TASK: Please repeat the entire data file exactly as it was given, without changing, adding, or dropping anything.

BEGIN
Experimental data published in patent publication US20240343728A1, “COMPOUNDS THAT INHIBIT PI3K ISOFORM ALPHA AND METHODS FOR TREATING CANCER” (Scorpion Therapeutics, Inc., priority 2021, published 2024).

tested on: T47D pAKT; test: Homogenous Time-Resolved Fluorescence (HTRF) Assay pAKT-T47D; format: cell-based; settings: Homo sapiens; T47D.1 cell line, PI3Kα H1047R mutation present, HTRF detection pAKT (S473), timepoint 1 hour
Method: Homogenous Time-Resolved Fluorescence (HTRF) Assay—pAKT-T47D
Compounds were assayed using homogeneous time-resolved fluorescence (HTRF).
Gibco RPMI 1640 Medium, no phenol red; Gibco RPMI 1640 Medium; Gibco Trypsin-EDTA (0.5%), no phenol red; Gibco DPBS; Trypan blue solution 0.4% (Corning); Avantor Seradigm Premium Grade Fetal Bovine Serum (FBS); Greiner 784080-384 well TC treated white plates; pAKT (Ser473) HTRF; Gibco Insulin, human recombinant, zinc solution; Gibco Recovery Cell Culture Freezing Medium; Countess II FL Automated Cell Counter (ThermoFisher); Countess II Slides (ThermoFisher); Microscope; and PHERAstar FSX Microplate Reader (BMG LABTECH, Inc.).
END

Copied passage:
Experimental data published in patent publication US20240343728A1, “COMPOUNDS THAT INHIBIT PI3K ISOFORM ALPHA AND METHODS FOR TREATING CANCER” (Scorpion Therapeutics, Inc., priority 2021, published 2024).

tested on: T47D pAKT; test: Homogenous Time-Resolved Fluorescence (HTRF) Assay pAKT-T47D; format: cell-based; settings: Homo sapiens; T47D.1 cell line, PI3Kα H1047R mutation present, HTRF detection pAKT (S473), timepoint 1 hour
Method: Homogenous Time-Resolved Fluorescence (HTRF) Assay—pAKT-T47D
Compounds were assayed using homogeneous time-resolved fluorescence (HTRF).
Gibco RPMI 1640 Medium, no phenol red; Gibco RPMI 1640 Medium; Gibco Trypsin-EDTA (0.5%), no phenol red; Gibco DPBS; Trypan blue solution 0.4% (Corning); Avantor Seradigm Premium Grade Fetal Bovine Serum (FBS); Greiner 784080-384 well TC treated white plates; pAKT (Ser473) HTRF; Gibco Insulin, human recombinant, zinc solution; Gibco Recovery Cell Culture Freezing Medium; Countess II FL Automated Cell Counter (ThermoFisher); Countess II Slides (ThermoFisher); Microscope; and PHERAstar FSX Microplate Reader (BMG LABTECH, Inc.).